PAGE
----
Iyad Rafed, a member of the Iraqi Red Crescent Society, was quoted on Saturday as saying that refugees started to set up sand barriers to prevent water from seeping into their tents.
395 displaced families return to their areas near Mukdadiyah
by Loaa Adel
November 30, 2016, 6:26 pm
Diyala (IraqiNews.com) --
Diyala Police Command announced on Wednesday, that 395 displaced families returned to their liberated areas in Mansouriyah area, in northern Mukdadiyah district, northeast of Baqubah, while pointed out that the last batch of displaced families will return to their areas in the few coming days.
Diyala Police Chief, Major General Jassim al-Saadi, said, “Diyala Police Command, in cooperation with Tigris Operations Command and al-Hashd al-Shaabi forces managed to secure the return of a new batch of displaced people including 395 families to the villages of Mansouriyah al-Jabal area, in Mukdadiyah district, northeast of Baqubah, after completing their security procedures.”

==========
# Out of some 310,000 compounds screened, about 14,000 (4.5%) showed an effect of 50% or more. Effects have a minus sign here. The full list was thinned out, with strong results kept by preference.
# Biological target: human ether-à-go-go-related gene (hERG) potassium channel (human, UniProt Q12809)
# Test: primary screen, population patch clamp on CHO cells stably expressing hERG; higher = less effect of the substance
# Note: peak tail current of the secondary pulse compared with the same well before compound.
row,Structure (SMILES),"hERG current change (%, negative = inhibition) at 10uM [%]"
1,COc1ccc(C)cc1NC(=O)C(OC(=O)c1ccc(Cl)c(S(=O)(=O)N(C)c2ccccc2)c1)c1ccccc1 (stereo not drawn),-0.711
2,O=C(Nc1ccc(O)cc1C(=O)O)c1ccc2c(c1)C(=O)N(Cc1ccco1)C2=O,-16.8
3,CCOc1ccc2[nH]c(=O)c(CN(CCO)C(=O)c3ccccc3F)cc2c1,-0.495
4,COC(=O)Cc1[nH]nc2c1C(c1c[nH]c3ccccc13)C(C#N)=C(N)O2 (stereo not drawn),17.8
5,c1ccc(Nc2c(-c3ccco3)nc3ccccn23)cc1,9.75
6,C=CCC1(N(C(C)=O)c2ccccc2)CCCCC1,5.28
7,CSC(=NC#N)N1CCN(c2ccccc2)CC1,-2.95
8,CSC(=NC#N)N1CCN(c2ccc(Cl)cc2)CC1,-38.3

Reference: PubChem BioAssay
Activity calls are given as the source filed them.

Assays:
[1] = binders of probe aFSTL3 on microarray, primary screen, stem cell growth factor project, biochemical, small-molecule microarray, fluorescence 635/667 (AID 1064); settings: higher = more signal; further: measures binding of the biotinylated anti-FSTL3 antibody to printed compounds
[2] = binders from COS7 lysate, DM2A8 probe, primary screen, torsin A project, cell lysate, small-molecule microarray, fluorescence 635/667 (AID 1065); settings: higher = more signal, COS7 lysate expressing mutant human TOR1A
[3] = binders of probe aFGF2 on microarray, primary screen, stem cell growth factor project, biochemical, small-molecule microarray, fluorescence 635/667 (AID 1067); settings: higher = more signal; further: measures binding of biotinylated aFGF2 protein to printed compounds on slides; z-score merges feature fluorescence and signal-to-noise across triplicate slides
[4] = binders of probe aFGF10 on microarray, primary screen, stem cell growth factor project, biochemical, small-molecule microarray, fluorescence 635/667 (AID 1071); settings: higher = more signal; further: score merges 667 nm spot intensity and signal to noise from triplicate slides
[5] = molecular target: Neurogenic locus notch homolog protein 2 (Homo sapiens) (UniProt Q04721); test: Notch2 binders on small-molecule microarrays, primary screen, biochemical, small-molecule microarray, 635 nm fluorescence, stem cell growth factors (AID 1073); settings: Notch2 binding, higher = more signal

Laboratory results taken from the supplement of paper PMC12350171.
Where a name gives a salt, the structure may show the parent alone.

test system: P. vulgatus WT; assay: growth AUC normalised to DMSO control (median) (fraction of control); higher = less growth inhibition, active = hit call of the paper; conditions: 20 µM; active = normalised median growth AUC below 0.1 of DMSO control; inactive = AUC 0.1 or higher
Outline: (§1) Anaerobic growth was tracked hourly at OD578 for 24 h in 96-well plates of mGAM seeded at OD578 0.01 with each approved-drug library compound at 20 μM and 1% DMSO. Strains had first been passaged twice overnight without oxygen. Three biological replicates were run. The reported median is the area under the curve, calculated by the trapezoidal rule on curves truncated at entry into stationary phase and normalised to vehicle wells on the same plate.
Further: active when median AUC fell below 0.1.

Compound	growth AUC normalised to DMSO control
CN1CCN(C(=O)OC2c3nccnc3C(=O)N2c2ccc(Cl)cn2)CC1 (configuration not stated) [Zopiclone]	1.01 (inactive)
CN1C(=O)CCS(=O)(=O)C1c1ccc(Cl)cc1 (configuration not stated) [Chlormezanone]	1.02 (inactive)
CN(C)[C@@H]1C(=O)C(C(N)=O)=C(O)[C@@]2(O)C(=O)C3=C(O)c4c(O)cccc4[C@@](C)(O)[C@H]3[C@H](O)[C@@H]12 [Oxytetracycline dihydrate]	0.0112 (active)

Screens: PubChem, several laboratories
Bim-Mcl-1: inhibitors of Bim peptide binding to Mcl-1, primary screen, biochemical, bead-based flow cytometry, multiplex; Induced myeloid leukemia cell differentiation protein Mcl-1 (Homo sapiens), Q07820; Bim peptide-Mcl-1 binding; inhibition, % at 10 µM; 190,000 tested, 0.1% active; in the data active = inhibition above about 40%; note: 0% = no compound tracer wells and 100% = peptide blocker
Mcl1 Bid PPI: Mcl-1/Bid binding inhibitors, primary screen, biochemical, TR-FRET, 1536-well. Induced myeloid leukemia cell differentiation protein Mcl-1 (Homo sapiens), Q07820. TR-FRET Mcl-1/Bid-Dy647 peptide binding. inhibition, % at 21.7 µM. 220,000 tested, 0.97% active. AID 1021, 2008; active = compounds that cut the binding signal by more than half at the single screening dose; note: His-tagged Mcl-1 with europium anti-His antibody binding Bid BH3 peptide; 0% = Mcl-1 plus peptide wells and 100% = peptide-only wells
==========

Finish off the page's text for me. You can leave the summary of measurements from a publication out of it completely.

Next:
“The last batch of displaced families will return to their areas in the coming few days,” Saadi added.
Mosul residents fear cold and hunger of winter siege
by Loaa Adel Dec 4, 2016, 6:48 pm
(Reuters), Iraqi News --
No food or fuel has reached Mosul in nearly a week and the onset of rain and cold weather threatens a tough winter for more than a million people still in Islamic State-held areas of the city, residents said on Saturday.
Iraqi troops waging a six-week-old offensive against the militants controlling Mosul have advanced into eastern city districts, while other forces have sealed Mosul’s southern and northern approaches and 10 days ago blocked the road west.
But their advance has been hampered by waves of counter-attacks from the ultra-hardline Islamists who have controlled the city since mid-2014 and built a network of tunnels in preparation for their defense of north Iraq’s largest city.
The slow progress means the campaign is likely to drag on throughout the winter, and has prompted warnings from aid groups that civilians face a near complete siege in the coming months.
A trader in Mosul, speaking by telephone, said no new food or fuel supplies had reached the city since Sunday.
Despite attempts by the militants to keep prices stable, and the arrest last week of dozens of shopkeepers accused of hiking prices, the trader said food had become more expensive and fuel prices had tripled.